At Dubit, we often talk about how “everything competes with everything” in the current children’s media world. Kids don’t think, “Do I watch this video or that one,” or consider what game to dive into next. Instead, they choose among all their option—device, platform and content—based on a Maslow-ish hierarchy of factors. (You can see our take on Maslow’s hierarchy below.)
But if everything competes, then everything also connects. The choices kids make reflect an understanding that technologies and applications each play unique roles and provide distinct gratifications. And for that reason, young people often combine several to create a complete and coherent immersion in their favorite brands and content.
Perhaps the best example is what Dubit calls the “gaming circle.”
Imagine nine-year-old Jamie—he’s just gotten into Fortnite because it’s what his friends on the playground talk about. After school, he joins them in Battle Royale, but as a noob, he’s not getting very far.
When he sets down the game, Jamie heads to WhatsApp to ask his friends how to get better. They send him YouTube links to the newest how-to videos with strategic advice and hacks. Jamie streams the videos on the family’s smart TV to make sure he doesn’t miss anything.
Armed with new skills, Jamie goes back to the game. As he improves, he starts to dream of becoming competitive. So when he’s not playing the game, he’s one of Jelty‘s 2.2 million faithful followers on Twitch, all while wearing Jelty’s G2 Atlantis team shirt (merch is a platform, too). What he sees there deepens his passion for playing, so he’s right back into the game.
Jamie doesn’t have much use for Twitter, and he’s pretty young for Reddit, but he follows Fortnite accounts and threads on both to find out when seasons start and finish, monitor what new accessories and weapons are coming, and hear about special events like concerts that are taking place on the platform.
Jamie’s older sister Emma started building in Minecraft when she was his age, and now at 14, she’s very accomplished. She learned a lot by reading Minecraft books and watching YouTube videos. As soon as she turned 13, her parents allowed her to get her own channel, where she shares her latest builds along with tips and tricks for mining and crafting. Her Instagram account is filled with images of her work, including a Minecraft model of her junior high that she built so the school could host a virtual graduation during COVID.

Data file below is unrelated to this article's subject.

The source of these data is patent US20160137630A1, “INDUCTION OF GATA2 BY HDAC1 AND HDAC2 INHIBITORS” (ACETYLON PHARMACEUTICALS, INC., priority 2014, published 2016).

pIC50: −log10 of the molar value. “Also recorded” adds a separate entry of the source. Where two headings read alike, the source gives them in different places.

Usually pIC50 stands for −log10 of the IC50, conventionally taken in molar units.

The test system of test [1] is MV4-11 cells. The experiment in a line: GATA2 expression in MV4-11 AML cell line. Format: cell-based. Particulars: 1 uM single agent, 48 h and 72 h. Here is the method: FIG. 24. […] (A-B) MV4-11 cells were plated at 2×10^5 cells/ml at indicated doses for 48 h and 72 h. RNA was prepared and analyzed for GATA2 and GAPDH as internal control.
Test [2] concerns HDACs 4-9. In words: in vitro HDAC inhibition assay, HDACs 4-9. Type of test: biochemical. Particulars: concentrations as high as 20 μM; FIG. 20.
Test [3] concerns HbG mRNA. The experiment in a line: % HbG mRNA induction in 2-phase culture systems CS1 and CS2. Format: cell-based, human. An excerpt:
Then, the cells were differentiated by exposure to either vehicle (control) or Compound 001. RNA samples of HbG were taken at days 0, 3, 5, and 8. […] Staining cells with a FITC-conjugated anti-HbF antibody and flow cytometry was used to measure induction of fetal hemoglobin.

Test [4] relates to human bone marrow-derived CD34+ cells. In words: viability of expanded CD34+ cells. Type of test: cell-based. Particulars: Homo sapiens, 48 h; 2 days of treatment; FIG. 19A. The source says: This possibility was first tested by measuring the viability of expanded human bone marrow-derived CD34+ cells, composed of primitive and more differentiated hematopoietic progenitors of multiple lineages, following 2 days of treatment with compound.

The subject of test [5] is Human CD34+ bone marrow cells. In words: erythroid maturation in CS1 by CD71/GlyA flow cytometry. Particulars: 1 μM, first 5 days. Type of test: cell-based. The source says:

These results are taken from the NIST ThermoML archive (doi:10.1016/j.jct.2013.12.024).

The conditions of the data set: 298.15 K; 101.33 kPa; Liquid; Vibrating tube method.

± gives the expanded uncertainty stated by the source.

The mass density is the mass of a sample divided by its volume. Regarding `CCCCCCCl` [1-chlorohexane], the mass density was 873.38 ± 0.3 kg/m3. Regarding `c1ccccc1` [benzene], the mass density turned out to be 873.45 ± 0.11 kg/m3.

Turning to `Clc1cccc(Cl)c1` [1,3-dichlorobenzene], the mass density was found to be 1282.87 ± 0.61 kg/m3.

Emma launched a Discord channel with Minecraft friends from all over the world, where they build on a shared server while chatting about everything from the game, to homework, to annoying little brothers.
Like many fans, Jamie and Emma discovered the games first, then pursued other ways to feed their engagement. Other fans might have seen a video or other expression of a game first, leading them to become players. Because it’s all a circle, it eventually returns to the game.
Not every IP is a game, but kids connect with content in much the same way. A TV fan probably watches on linear, follows on social, reads the books, buys the gear, and more. But they might have been exposed to the book or the merch first, leading them back into the TV show. The circle exists, because everything competes and everything connects.
Whatever platform producers choose to begin drawing their circle, they need to ask themselves what the plan is for building engagement and sharing as a young person’s passion for their content deepens? You don’t need to “loop in” every single platform or touchpoint; in fact, it’s easy to spread your brand too thin and lose impact. But it’s important to remember that everything inevitably connects, and so simplicity in navigating the brand’s “circle” is crucial; otherwise audiences may hit a dead end.